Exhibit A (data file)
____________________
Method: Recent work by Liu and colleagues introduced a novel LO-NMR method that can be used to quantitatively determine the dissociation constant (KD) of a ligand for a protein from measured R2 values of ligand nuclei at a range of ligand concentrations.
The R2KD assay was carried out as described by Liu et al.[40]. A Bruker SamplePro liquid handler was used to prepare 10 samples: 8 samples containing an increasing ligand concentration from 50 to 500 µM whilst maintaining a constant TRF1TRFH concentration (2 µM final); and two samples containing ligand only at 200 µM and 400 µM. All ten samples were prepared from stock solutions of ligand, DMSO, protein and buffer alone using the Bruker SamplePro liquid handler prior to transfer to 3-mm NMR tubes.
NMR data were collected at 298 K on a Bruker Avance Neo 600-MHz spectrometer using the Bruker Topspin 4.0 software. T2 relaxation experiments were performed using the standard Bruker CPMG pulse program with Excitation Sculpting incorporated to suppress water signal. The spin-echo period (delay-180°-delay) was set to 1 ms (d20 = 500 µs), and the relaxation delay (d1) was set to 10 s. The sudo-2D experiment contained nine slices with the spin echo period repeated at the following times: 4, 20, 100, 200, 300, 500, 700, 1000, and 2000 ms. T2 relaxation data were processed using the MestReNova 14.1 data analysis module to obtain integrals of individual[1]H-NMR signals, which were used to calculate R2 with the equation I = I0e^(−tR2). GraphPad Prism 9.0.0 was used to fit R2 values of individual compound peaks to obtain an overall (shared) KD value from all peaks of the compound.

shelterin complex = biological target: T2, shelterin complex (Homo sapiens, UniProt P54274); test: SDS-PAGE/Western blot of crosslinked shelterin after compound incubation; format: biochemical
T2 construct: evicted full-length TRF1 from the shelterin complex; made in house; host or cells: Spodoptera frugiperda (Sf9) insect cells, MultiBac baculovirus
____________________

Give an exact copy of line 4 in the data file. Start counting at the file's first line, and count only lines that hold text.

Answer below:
shelterin complex = biological target: T2, shelterin complex (Homo sapiens, UniProt P54274); test: SDS-PAGE/Western blot of crosslinked shelterin after compound incubation; format: biochemical